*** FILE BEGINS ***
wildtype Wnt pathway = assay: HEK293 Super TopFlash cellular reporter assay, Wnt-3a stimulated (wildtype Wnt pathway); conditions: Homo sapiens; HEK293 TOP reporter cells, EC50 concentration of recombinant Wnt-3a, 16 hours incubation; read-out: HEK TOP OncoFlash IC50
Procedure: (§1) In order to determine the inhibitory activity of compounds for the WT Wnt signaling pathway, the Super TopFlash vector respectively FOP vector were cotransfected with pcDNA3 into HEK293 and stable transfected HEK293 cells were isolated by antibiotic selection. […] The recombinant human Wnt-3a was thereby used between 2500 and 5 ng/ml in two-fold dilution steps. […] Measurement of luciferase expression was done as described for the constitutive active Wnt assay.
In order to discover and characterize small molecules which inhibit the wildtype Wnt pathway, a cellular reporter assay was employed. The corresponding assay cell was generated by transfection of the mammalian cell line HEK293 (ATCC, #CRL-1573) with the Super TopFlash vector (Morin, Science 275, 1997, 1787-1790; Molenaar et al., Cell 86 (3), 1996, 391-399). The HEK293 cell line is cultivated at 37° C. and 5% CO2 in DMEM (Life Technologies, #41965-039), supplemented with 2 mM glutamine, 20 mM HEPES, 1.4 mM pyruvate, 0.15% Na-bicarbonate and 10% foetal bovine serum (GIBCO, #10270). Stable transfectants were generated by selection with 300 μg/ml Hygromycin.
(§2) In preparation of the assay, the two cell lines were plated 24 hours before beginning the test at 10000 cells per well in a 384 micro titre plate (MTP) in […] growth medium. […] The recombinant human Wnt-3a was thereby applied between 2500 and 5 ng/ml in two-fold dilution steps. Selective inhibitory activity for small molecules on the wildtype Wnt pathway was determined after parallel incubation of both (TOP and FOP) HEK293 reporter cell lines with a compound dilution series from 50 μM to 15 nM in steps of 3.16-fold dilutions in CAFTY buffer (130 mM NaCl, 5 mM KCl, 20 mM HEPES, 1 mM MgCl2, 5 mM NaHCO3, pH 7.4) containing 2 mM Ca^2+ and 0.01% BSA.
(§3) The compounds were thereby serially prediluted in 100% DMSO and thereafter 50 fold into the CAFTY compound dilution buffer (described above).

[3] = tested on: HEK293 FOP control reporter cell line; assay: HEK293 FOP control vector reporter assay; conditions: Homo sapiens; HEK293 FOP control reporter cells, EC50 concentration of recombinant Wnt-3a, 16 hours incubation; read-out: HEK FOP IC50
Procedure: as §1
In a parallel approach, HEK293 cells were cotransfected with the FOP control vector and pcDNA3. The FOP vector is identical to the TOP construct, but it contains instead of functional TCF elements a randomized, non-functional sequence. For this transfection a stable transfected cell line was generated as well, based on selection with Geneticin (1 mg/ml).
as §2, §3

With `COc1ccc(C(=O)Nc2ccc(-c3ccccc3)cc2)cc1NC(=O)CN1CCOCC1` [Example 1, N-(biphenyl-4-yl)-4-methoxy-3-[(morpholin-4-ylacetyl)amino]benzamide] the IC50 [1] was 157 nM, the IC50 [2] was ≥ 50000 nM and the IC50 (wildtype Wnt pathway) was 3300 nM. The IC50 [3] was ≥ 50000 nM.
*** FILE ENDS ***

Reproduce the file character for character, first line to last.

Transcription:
wildtype Wnt pathway = assay: HEK293 Super TopFlash cellular reporter assay, Wnt-3a stimulated (wildtype Wnt pathway); conditions: Homo sapiens; HEK293 TOP reporter cells, EC50 concentration of recombinant Wnt-3a, 16 hours incubation; read-out: HEK TOP OncoFlash IC50
Procedure: (§1) In order to determine the inhibitory activity of compounds for the WT Wnt signaling pathway, the Super TopFlash vector respectively FOP vector were cotransfected with pcDNA3 into HEK293 and stable transfected HEK293 cells were isolated by antibiotic selection. […] The recombinant human Wnt-3a was thereby used between 2500 and 5 ng/ml in two-fold dilution steps. […] Measurement of luciferase expression was done as described for the constitutive active Wnt assay.
In order to discover and characterize small molecules which inhibit the wildtype Wnt pathway, a cellular reporter assay was employed. The corresponding assay cell was generated by transfection of the mammalian cell line HEK293 (ATCC, #CRL-1573) with the Super TopFlash vector (Morin, Science 275, 1997, 1787-1790; Molenaar et al., Cell 86 (3), 1996, 391-399). The HEK293 cell line is cultivated at 37° C. and 5% CO2 in DMEM (Life Technologies, #41965-039), supplemented with 2 mM glutamine, 20 mM HEPES, 1.4 mM pyruvate, 0.15% Na-bicarbonate and 10% foetal bovine serum (GIBCO, #10270). Stable transfectants were generated by selection with 300 μg/ml Hygromycin.
(§2) In preparation of the assay, the two cell lines were plated 24 hours before beginning the test at 10000 cells per well in a 384 micro titre plate (MTP) in […] growth medium. […] The recombinant human Wnt-3a was thereby applied between 2500 and 5 ng/ml in two-fold dilution steps. Selective inhibitory activity for small molecules on the wildtype Wnt pathway was determined after parallel incubation of both (TOP and FOP) HEK293 reporter cell lines with a compound dilution series from 50 μM to 15 nM in steps of 3.16-fold dilutions in CAFTY buffer (130 mM NaCl, 5 mM KCl, 20 mM HEPES, 1 mM MgCl2, 5 mM NaHCO3, pH 7.4) containing 2 mM Ca^2+ and 0.01% BSA.
(§3) The compounds were thereby serially prediluted in 100% DMSO and thereafter 50 fold into the CAFTY compound dilution buffer (described above).

[3] = tested on: HEK293 FOP control reporter cell line; assay: HEK293 FOP control vector reporter assay; conditions: Homo sapiens; HEK293 FOP control reporter cells, EC50 concentration of recombinant Wnt-3a, 16 hours incubation; read-out: HEK FOP IC50
Procedure: as §1
In a parallel approach, HEK293 cells were cotransfected with the FOP control vector and pcDNA3. The FOP vector is identical to the TOP construct, but it contains instead of functional TCF elements a randomized, non-functional sequence. For this transfection a stable transfected cell line was generated as well, based on selection with Geneticin (1 mg/ml).
as §2, §3

With `COc1ccc(C(=O)Nc2ccc(-c3ccccc3)cc2)cc1NC(=O)CN1CCOCC1` [Example 1, N-(biphenyl-4-yl)-4-methoxy-3-[(morpholin-4-ylacetyl)amino]benzamide] the IC50 [1] was 157 nM, the IC50 [2] was ≥ 50000 nM and the IC50 (wildtype Wnt pathway) was 3300 nM. The IC50 [3] was ≥ 50000 nM.